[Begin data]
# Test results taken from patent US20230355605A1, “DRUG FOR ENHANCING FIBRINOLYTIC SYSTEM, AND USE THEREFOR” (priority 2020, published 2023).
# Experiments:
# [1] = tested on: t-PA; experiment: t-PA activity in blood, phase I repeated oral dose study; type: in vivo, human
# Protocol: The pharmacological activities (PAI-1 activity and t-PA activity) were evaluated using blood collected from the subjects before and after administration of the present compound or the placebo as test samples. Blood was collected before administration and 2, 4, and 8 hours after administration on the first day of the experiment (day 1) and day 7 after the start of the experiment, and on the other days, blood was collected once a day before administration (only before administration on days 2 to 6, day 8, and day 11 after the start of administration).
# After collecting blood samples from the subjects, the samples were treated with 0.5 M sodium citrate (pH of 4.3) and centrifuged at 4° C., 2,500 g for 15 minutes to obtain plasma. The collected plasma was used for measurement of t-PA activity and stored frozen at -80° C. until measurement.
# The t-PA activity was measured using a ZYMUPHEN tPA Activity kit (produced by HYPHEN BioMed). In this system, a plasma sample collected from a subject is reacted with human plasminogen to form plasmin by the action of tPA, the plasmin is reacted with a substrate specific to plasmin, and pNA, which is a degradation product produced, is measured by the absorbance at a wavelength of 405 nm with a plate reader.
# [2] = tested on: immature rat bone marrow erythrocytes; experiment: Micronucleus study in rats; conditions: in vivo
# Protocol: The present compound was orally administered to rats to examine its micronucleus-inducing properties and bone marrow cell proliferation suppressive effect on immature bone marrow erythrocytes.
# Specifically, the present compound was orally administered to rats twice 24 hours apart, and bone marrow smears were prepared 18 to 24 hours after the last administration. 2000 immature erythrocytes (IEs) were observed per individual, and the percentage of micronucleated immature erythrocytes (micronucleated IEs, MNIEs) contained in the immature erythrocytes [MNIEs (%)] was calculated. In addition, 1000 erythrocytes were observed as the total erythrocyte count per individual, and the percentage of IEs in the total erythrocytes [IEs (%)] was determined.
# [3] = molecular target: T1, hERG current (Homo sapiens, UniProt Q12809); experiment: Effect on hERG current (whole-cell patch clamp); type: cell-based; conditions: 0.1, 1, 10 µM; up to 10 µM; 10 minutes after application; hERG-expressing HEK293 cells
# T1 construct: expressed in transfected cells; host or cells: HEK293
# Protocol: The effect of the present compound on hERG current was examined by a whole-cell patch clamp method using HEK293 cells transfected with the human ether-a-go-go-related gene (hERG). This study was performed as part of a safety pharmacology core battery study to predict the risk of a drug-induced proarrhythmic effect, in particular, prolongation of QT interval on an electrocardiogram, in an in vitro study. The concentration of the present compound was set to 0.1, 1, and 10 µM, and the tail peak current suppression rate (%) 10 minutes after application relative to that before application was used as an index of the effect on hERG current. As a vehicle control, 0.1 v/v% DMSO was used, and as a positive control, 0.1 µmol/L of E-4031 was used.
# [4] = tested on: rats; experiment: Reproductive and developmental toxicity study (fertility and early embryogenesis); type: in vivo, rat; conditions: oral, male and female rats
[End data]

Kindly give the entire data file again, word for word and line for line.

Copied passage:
# Test results taken from patent US20230355605A1, “DRUG FOR ENHANCING FIBRINOLYTIC SYSTEM, AND USE THEREFOR” (priority 2020, published 2023).
# Experiments:
# [1] = tested on: t-PA; experiment: t-PA activity in blood, phase I repeated oral dose study; type: in vivo, human
# Protocol: The pharmacological activities (PAI-1 activity and t-PA activity) were evaluated using blood collected from the subjects before and after administration of the present compound or the placebo as test samples. Blood was collected before administration and 2, 4, and 8 hours after administration on the first day of the experiment (day 1) and day 7 after the start of the experiment, and on the other days, blood was collected once a day before administration (only before administration on days 2 to 6, day 8, and day 11 after the start of administration).
# After collecting blood samples from the subjects, the samples were treated with 0.5 M sodium citrate (pH of 4.3) and centrifuged at 4° C., 2,500 g for 15 minutes to obtain plasma. The collected plasma was used for measurement of t-PA activity and stored frozen at -80° C. until measurement.
# The t-PA activity was measured using a ZYMUPHEN tPA Activity kit (produced by HYPHEN BioMed). In this system, a plasma sample collected from a subject is reacted with human plasminogen to form plasmin by the action of tPA, the plasmin is reacted with a substrate specific to plasmin, and pNA, which is a degradation product produced, is measured by the absorbance at a wavelength of 405 nm with a plate reader.
# [2] = tested on: immature rat bone marrow erythrocytes; experiment: Micronucleus study in rats; conditions: in vivo
# Protocol: The present compound was orally administered to rats to examine its micronucleus-inducing properties and bone marrow cell proliferation suppressive effect on immature bone marrow erythrocytes.
# Specifically, the present compound was orally administered to rats twice 24 hours apart, and bone marrow smears were prepared 18 to 24 hours after the last administration. 2000 immature erythrocytes (IEs) were observed per individual, and the percentage of micronucleated immature erythrocytes (micronucleated IEs, MNIEs) contained in the immature erythrocytes [MNIEs (%)] was calculated. In addition, 1000 erythrocytes were observed as the total erythrocyte count per individual, and the percentage of IEs in the total erythrocytes [IEs (%)] was determined.
# [3] = molecular target: T1, hERG current (Homo sapiens, UniProt Q12809); experiment: Effect on hERG current (whole-cell patch clamp); type: cell-based; conditions: 0.1, 1, 10 µM; up to 10 µM; 10 minutes after application; hERG-expressing HEK293 cells
# T1 construct: expressed in transfected cells; host or cells: HEK293
# Protocol: The effect of the present compound on hERG current was examined by a whole-cell patch clamp method using HEK293 cells transfected with the human ether-a-go-go-related gene (hERG). This study was performed as part of a safety pharmacology core battery study to predict the risk of a drug-induced proarrhythmic effect, in particular, prolongation of QT interval on an electrocardiogram, in an in vitro study. The concentration of the present compound was set to 0.1, 1, and 10 µM, and the tail peak current suppression rate (%) 10 minutes after application relative to that before application was used as an index of the effect on hERG current. As a vehicle control, 0.1 v/v% DMSO was used, and as a positive control, 0.1 µmol/L of E-4031 was used.
# [4] = tested on: rats; experiment: Reproductive and developmental toxicity study (fertility and early embryogenesis); type: in vivo, rat; conditions: oral, male and female rats